On January 8, 2018, FERC terminated the Department of Energy’s (“DOE”) Proposed Rule on Grid Reliability and Resilience Pricing (“Proposed Rule”) proceeding, and, instead, initiated a new proceeding whereby FERC plans to collect information on resilience from regional transmission organizations (“RTO”) and independent system operators (“ISO”). Once that information is collected, FERC will determine whether further action is necessary to address grid resilience. While FERC’s decision was unanimous, three of FERC’s Commissioners issued separate concurring opinions. Of note, Commissioner Neil Chatterjee stated that while he would have preferred an order that took an interim step to address the issues raised in the Proposed Rule, he looked forward to addressing those critical issues in the new proceeding established by FERC.

In the Proposed Rule, DOE questioned whether RTOs and ISOs appropriately compensate resources for all the attributes they contribute to the grid, including resilience. To help address this concern, the Proposed Rule asked FERC to consider ordering RTOs and ISOs to establish provisions in their FERC tariffs that would adequately compensate the energy sold by an eligible “reliability and resilience resource” using a cost-of-service rate mechanism. The Proposed Rule also clarified that an eligible resource would need to have a 90-day fuel supply on-site, which according to the Proposed Rule, would enable it to operate during an emergency, extreme weather conditions, or a natural man-made disaster (see October 2, 2017 edition of the WER).

In its order terminating the proceeding, FERC concluded that the Proposed Rule did not satisfy the statutory scheme under the Federal Power Act (“FPA”). FERC reasoned that the FPA was clear, noting that under section 206 of the FPA: “[T]here must first be a showing that the existing RTO/ISO tariffs are unjust, unreasonable, unduly discriminatory or preferential. Then, any remedy proposed…must be shown to be just, reasonable, and not unduly discriminatory or preferential.” With regard to existing RTO/ISO tariffs, FERC maintained that various comments alleging resiliency or reliability issues as a result of power plant retirements did not demonstrate that the existing RTO/ISO tariffs are unjust and unreasonable. In addition, FERC also disagreed that there was sufficient evidence in other Commission proceedings establishing that RTO/ISO tariffs are unjust and unreasonable because “they do not adequately account for resilience.” As for the Proposed Rule’s remedy – the cost-of-service rate mechanism for qualifying resources – FERC questioned whether it was unduly discriminatory or preferential, noting that the 90-day fuel supply requirement would exempt certain resources that may have resilience attributes.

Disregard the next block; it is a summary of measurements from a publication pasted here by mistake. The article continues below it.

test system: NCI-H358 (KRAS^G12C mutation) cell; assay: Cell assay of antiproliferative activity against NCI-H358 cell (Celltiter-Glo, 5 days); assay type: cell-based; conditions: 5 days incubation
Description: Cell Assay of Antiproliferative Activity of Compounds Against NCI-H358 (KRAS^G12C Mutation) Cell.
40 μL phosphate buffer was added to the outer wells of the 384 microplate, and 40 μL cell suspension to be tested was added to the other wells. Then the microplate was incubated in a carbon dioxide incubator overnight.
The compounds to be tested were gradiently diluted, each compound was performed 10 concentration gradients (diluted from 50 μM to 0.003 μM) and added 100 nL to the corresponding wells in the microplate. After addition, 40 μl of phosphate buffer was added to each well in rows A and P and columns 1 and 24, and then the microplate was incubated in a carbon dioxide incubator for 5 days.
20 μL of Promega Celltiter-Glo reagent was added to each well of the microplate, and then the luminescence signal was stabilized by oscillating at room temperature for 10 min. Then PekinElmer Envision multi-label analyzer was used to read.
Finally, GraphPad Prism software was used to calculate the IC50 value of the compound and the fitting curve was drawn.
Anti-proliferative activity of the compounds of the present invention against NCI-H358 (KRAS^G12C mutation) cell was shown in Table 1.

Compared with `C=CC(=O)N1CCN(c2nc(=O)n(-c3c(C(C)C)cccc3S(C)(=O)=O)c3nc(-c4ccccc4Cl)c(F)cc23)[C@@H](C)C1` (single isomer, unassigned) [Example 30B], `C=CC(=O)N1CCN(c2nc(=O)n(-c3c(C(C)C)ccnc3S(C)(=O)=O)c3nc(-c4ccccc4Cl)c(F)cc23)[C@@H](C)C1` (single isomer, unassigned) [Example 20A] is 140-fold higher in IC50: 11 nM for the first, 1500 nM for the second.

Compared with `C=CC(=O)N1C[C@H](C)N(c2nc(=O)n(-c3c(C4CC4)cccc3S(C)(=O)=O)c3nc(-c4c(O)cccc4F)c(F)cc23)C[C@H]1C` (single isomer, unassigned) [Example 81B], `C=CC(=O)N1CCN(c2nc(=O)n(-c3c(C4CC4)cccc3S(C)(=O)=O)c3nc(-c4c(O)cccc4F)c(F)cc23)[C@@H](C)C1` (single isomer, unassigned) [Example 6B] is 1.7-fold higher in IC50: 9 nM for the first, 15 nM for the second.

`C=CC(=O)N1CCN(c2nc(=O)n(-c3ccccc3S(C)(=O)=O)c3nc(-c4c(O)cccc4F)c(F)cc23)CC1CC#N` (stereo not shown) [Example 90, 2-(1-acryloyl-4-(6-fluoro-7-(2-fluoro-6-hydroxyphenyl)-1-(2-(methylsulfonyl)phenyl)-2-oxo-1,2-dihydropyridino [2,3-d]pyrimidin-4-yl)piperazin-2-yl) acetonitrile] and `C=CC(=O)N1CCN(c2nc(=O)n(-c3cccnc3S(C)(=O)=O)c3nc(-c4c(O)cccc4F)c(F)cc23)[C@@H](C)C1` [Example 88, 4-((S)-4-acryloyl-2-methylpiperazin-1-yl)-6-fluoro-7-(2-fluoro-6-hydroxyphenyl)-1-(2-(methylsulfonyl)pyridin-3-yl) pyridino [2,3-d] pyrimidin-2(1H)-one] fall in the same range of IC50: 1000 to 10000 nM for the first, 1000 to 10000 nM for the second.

Although FERC terminated the Proposed Rule proceeding, it decided to initiate a new proceeding under Docket No. AD18-7-000 to assess grid resilience and whether further FERC action is necessary or appropriate. The RTOs/ISOs have sixty days to submit information to FERC regarding FERC’s current understanding of the term resilience, how RTOs/ISOs assess threats to resilience, and how RTOs/ISOs mitigate threats to resilience. Once RTOs/ISOs have submitted their responses, all interested entities will have thirty days to submit reply comments.

While FERC’s decision was unanimous, Commissioners Cheryl LaFleur, Neil Chatterjee, and Richard Glick each issued concurring opinions to FERC’s order. Both Commissioner LaFleur and Commissioner Glick generally expressed their strong support for FERC’s decision. Meanwhile, Commissioner Chatterjee expressed concerns regarding continued fuel supply and other significant resilience risks. Given these risks, Commissioner Chatterjee added that it would have been prudent to issue an order under FPA section 206 requiring each RTO/ISO to “either (1) submit tariff revisions to provide interim compensation for existing generation resources that may provide necessary resilience attributes and are at risk of retirement before the conclusion of the proceeding established today or (2) show cause why it should not be required to do so.”

FERC’s order, along with the concurrences, can be found here.